Having Reliable Access To Public Transportation Shown To Help Depression

A new study shows that good accessibility to public transport reduces the risk of depression for city dwellers, especially women and the elderly. Of course for this to be successful, cities need to make well formed plans for dense urban environments.

Researchers working on the study in the northern Italian city of Turin say that by increasing opportunities to move around and have an active social life, the risk of falling into a depression were lessened, even though a city is by nature a stressful place.

For the study, the researchers collected long-term data on Turin residents which, in addition to basic demographics and social factors, looked at five characteristics of city’s environment: land use mixture, developmental density, public and green space, cultural facilities and transit access. As a measure of mental health, they also collected information on antidepressant prescriptions.

They found that of the environmental factors, density and easy access to public transport proved “protective” of mental health, especially for women overall and people aged between 50 to 64. These groups were prescribed fewer antidepressant drugs when they lived in places accessed quickly by train or bus, and in city areas with taller average building heights, when compared with counterparts who lived in more remote or sparse areas.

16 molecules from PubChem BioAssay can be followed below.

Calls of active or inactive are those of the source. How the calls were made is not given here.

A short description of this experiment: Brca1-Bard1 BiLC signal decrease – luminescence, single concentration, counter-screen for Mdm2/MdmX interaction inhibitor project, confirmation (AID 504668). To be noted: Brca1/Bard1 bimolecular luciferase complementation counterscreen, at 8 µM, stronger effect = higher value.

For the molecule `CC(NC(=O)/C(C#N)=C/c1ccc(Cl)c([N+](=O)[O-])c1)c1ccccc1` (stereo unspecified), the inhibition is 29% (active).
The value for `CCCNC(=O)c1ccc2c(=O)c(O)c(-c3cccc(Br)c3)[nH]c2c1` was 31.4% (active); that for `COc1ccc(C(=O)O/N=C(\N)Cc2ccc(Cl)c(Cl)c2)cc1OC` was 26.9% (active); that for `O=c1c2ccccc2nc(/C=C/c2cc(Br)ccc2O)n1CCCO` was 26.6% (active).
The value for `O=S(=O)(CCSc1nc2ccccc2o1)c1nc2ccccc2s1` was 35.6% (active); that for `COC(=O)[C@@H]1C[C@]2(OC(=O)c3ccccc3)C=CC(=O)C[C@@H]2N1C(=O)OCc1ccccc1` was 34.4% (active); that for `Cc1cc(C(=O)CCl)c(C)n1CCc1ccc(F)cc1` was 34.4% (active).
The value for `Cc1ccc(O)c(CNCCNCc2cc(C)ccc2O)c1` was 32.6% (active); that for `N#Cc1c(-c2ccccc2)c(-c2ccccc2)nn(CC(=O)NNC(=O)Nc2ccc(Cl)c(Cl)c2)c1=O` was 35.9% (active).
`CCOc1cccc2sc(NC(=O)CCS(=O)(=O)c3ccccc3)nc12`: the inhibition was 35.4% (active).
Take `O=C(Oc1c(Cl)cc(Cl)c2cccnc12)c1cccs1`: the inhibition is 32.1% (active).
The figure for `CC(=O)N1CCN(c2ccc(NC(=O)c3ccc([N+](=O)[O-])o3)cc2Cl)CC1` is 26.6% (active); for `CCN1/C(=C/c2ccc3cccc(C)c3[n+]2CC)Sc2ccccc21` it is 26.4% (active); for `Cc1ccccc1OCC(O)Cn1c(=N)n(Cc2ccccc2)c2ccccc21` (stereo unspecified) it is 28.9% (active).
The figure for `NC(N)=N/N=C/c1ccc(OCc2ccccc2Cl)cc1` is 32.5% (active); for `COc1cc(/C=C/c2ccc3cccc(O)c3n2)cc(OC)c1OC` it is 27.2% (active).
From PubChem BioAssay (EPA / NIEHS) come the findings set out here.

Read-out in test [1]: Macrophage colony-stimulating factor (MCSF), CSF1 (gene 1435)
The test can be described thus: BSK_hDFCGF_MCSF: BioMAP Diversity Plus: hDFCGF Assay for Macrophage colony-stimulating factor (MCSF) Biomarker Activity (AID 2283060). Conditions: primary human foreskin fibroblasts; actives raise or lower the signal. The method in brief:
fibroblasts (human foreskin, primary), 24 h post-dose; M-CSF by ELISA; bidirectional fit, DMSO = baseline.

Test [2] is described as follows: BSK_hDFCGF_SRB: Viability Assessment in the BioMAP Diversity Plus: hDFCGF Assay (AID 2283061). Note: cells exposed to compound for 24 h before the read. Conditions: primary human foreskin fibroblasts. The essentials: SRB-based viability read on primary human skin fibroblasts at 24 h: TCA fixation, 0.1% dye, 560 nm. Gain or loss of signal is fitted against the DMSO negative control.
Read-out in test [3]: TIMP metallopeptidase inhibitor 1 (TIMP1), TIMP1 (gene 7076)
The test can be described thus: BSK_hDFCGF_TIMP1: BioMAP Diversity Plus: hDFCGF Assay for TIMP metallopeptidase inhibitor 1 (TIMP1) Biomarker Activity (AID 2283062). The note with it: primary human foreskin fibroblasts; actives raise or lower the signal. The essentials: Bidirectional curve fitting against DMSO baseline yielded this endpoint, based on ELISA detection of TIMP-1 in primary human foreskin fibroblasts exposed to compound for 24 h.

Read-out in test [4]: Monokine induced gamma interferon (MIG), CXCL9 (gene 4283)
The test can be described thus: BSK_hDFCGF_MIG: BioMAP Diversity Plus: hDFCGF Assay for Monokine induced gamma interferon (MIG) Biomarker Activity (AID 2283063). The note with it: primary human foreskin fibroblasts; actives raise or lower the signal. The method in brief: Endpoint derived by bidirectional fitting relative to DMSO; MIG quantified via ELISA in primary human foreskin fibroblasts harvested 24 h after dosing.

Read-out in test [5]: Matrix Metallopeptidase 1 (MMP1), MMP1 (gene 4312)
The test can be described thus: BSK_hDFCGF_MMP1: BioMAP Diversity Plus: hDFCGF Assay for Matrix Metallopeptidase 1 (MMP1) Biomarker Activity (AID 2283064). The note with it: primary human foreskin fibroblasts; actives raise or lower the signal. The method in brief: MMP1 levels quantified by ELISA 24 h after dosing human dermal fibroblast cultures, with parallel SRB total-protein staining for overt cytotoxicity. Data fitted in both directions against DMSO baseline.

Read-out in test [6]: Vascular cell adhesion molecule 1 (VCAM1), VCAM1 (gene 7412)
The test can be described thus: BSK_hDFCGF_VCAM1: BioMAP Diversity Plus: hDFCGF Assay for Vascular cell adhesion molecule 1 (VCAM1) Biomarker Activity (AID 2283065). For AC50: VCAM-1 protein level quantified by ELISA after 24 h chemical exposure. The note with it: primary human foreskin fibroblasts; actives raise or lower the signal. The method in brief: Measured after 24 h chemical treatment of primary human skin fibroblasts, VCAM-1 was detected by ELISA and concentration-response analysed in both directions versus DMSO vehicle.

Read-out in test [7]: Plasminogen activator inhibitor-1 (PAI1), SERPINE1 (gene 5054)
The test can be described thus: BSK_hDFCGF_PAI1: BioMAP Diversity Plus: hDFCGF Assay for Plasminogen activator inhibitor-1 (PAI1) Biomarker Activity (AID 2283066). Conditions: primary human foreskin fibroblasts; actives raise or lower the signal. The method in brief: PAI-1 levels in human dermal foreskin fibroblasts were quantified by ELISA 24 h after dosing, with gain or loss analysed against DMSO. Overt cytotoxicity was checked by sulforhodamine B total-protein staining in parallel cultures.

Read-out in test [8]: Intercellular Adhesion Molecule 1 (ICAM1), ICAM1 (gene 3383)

“Both aspects of a city inoculate them against feelings of isolation or loneliness.They also stand in contrast to remote suburban living that can have a serious impact on mental health, particularly when it results in forgone trips,” the researchers wrote, adding that connection held true even when social factors were taken into consideration.

One aspect of the report which is surprising is that the study failed to find any connection between mental health and public green space, considering the large amount of evidence available that supports this link. The researchers believe some of the benefits of urban parks are embedded in the accessibility and density traits that do not show ties to reduced antidepressant use.
Although the Italian study shows the benefits of public transport access and urban density, a 2013 study of Boston youths found that higher subway stop density actually showed an increase in depressive symptoms among some racial groups. A possible conclusion, although not scientific, could be that the Italian study shows the city is an older person’s domain.

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